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Reflections on the environment through archives: Earth

A toy wooden boat and animals, next to a brown cardboard box.
A toy wooden boat and animals, next to a brown cardboard box.
Written by
E. Carvajal
Published date
04 December 2020

Continuing with UAL:ASCC’s social media stories project, where volunteers reflect on archival collections, lately I can’t help but think about environmental issues reflected in the collections.

Wooden toy boat with animals

Noah’s Ark

I came across a mid-century, wooden Noah’s Ark toy set designed and made by Susan Wynter (b. 1920), whose creations have been sold at Harrods and Fortnum and Mason, for example. The toy set itself looks innocent – a menagerie of varnished animals with two figures representing Noah and his wife. Perched on top of the ark is a white dove which signifies that the flood waters have receded. However, what struck me was that instead of seeing the toy set for its designed effect as an innocuous and anesthetised plaything, I couldn’t quite shake off the darker motifs which undercut the item’s cheerful and polished veneer: cataclysm, civilisations destroyed, mass deaths, rising waters and the attempts to conserve the diversity of the planet’s species. A bit too dramatic. But isn’t that what we are currently facing at the moment?

As I continued to browse the digitised collection, this same environmental theme informed me and drew me to items within the Camberwell ILEA Collection, whose motifs seem obvious and literal but depict themes and subject matters within our world which are taken for granted -  perhaps we even look away from them - yet they remain, ominously.

A 'dolly' made from plaited straw

Corn dolly

I felt this sentiment when I came across a straw work ‘Yorkshire spiral’ corn dolly that is constructed using a 5 straw spiral plait. Before agricultural mechanization, and throughout pagan European culture, corn dollies (also called 'harvest tokens' or 'harvest trophies') were fashioned for use in harvest customs. Made at the end of harvest time using the last sheaf of wheat or from other cereal crops, farmers would construct corn designs which they kept until Christmas or the first months of the new year. Sort of like a good-luck charm. They believed that by constructing corn dollies, they would preserve the grain’s 'spirit' until it was returned to the land for the new season. Harvest rituals differ in the ways the grain’s spirit is returned to the land, either through burning the corn dolly, feeding it back to animals, or by ploughing the token back into their fields. In this sense, the corn dolly or 'harvest trophy' represented the idea of returning fertility back to the land or soil in order to encourage a good harvest for the following season. This practice declined after the mechanisation of farming practices, especially at the turn of the century. However, the craft was revived in the 1960s when corn dollies were made for tourist souvenirs.

Worryingly, with the trends in contemporary agricultural production, particularly in intensive farming, the UN estimates that the world only has around 60 harvests left. The chronic stress brought on by sustained land tilling has resulted in environmental damage to our topsoil, such as the loss of water and the loss of microbial growth and diversity which results in poor harvests, not to mention the loss of huge amounts of carbon that would otherwise be drawn back into the soil by plants and foster the microbial growth needed for the world’s flora. Instead trapping this carbon through the process of 'drawdown', the world’s degraded soils fail to capture the excessive amounts of carbon dioxide which continue to make the world a hotter place. The soil erosion wrought from contemporary trends in intensive farming practices have effectively tired the world’s topsoil so greatly that farmers today are compelled to mask the problems with greater amounts of fertiliser to sustain their crops.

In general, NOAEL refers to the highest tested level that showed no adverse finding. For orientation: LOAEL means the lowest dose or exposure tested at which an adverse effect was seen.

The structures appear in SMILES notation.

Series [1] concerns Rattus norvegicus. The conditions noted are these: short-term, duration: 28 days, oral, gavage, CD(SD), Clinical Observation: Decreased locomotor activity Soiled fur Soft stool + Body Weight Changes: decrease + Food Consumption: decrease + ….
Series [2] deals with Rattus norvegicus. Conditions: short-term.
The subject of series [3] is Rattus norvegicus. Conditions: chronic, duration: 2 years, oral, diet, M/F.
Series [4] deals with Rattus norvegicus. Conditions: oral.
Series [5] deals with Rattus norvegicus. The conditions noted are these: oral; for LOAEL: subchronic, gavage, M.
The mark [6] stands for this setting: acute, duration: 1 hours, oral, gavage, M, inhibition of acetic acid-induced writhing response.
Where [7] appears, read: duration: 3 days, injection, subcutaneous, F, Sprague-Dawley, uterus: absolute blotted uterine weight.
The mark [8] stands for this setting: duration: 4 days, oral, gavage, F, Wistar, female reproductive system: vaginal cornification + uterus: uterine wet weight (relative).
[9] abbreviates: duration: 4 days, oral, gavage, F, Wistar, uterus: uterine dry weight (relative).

Also, I learnt that while the world’s land area exceeds 13 billion hectares, less than half of that area can be used for agriculture, including grazing, while only around 1.4 billion hectares is suitable for specifically growing crops. The majority of the world’s land is too wet, too dry, too shallow, too rocky, nutritionally deficient or simply frozen to use agriculturally. Historians have even argued that civilisations (for example, the Mayan civilisation and the kingdom of Mesopotamia) have come and gone according to the quality of their soil and their destructive farming practices.

So, when encountering this corn dolly within the Camberwell ILEA Collection, I noticed it for its aesthetic qualities and craftsmanship. But I also saw within it the darker motifs embedded in the object that our contemporary, mechanised, technologically-advanced society works hard to archive – feeding the world at a profit (let’s not forget!) and dictated by the handful of multinational corporations whose business practices force farmers to accelerate the world’s desertification. While antiquated harvest rituals involving the corn were performed to encourage agricultural abundance by showing respect to the earth’s 'spirit', our modern and intensive farming practices have achieved the opposite. It would seem that in our attempts to feed the world, we have lost the 'spirit of the corn'.